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Intelligent mechatronic systems

Research project P4/24 (Research action P4)


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Description :

Mechatronics offers a systems approach to intelligent-machine design, an integrated approach synergetically combining mechanics, control engineering, and computer science (concurrent engineering).

The evolution of intelligent machines has only just begun. A tremendous amount of research is still required to explore their behaviour and that of high-performance mechanisms high performance is related to high motion accuracy and fast response, in the presence of disturbances, such as friction. Intelligence implies autonomous behaviour, programming in natural language, self-learning and self-organisation. The project aim is to develop an integrated environment for designing intelligent mechatronic systems.

The project's rationale can be inferred from the structure of a mechatronic system. Such a system forms a hierarchy of different levels : the machine system level, the machine level and the module or component level. Each level contains a task programming module that materialises man-machine and machine-machine interactions. The motion controller consists of a sequence controller and a trajectory controller. The accuracy of the obtained motion is strongly influenced by interactions between the structural dynamics of the machine and control behaviour. Sensors and actuators are the senses and muscles of any mechatronic system. They are the elements through which is implemented the basic mechatronics paradigm, i.e. improved machine motion via a multidisciplinary systems approach. The project includes development of the required accurate and powerful modelling, identification and control methods.

Miniaturisation plays a major role in mechatronics. Various sources predict that the market for micro-electromechanical systems (MEMS) will grow faster, in the next decade, than the micro-electronics market. Some aspects of micro-mechatronics will be considered in this project, especially those related to the development of sensors and actuators for MEMS.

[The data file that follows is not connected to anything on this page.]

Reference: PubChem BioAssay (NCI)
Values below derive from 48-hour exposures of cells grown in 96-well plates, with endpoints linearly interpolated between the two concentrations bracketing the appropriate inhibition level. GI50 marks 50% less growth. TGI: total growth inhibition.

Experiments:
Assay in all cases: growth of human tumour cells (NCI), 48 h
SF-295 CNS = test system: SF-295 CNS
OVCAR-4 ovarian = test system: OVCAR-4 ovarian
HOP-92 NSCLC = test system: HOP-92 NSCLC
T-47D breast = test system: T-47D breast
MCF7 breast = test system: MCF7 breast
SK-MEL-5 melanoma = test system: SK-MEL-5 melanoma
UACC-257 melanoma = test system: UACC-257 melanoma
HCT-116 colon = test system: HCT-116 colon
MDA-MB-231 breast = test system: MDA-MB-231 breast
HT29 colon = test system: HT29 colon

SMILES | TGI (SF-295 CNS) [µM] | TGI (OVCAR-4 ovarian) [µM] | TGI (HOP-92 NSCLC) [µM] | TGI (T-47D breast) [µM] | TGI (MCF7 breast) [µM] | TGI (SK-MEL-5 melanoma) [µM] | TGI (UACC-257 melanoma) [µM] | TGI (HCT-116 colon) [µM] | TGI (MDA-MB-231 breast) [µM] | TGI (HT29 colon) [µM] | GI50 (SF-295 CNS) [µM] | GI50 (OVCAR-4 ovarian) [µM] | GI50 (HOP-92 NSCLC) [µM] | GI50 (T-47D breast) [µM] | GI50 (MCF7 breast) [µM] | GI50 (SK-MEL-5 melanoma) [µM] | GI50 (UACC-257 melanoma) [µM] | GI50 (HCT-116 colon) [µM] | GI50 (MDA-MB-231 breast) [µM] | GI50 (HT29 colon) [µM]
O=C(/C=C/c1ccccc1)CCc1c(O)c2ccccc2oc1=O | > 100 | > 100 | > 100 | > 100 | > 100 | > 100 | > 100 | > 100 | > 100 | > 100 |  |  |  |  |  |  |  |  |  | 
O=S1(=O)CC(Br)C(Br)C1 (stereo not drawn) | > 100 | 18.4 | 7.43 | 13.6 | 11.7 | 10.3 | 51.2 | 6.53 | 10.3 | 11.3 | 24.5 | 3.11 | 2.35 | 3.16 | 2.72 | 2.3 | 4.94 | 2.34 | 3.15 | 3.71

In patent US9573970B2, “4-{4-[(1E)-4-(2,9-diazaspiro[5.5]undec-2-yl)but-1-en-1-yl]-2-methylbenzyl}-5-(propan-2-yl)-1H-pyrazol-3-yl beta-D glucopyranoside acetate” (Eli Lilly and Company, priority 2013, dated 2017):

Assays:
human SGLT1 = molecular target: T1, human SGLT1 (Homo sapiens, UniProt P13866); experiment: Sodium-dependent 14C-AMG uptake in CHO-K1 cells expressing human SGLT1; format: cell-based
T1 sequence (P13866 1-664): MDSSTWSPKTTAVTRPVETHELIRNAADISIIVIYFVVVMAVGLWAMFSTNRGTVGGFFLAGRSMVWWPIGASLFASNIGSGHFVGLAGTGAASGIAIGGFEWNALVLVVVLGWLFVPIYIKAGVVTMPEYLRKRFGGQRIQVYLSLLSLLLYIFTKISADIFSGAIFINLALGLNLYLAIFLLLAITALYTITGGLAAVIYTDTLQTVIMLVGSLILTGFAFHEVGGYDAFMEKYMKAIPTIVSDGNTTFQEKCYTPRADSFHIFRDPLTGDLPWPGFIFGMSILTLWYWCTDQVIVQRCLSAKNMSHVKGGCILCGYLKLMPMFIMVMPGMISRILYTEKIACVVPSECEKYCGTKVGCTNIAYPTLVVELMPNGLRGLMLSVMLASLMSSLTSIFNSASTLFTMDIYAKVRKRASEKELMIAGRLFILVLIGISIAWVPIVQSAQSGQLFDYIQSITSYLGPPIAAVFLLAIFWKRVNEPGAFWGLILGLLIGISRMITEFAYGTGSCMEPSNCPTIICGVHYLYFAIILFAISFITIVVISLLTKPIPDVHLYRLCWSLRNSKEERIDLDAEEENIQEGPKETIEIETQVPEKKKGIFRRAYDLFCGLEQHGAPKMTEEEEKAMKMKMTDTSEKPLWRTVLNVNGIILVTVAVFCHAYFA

Coordination of modules in a machine and of machines in a machine system requires high-level control and programming strategies. Model-based control, based on stereo vision, and implicit programming methods, based on a behaviour-based approach, will be developed. Robot autonomy will be extended by developing active sensing strategies and by combining force and visual information.

The partnership is very complementary. The KUL/PMA project coordinator is a pioneer in robotics and mechatronics in Europe. The ULg/LTAS team is an authority in finite-element modelling of flexible multibody systems. The ULB/ASL team has extensive experience in active vibration control and walking robots. The UCL/PRM team is well known for its work on symbolic modelling of multibody systems. The KUL/ESAT team contributes its competence in computer vision, MEMS, control and identification.

Intelligent machines will have, in the future, a considerable impact on society. They can be expected to influence our behaviour in many ways. They will assist us at home, in our working environment, in health care, in our ways of transporting ourselves and goods; they will help us to clean up our polluted life environment, explore and exploit the earth, oceans, and space, dismantle decommissioned nuclear power plants, keep watch over industrial sites and private premises. Intelligent machines will be the slaves of the future, and hopefully they will contribute to creating a better world.


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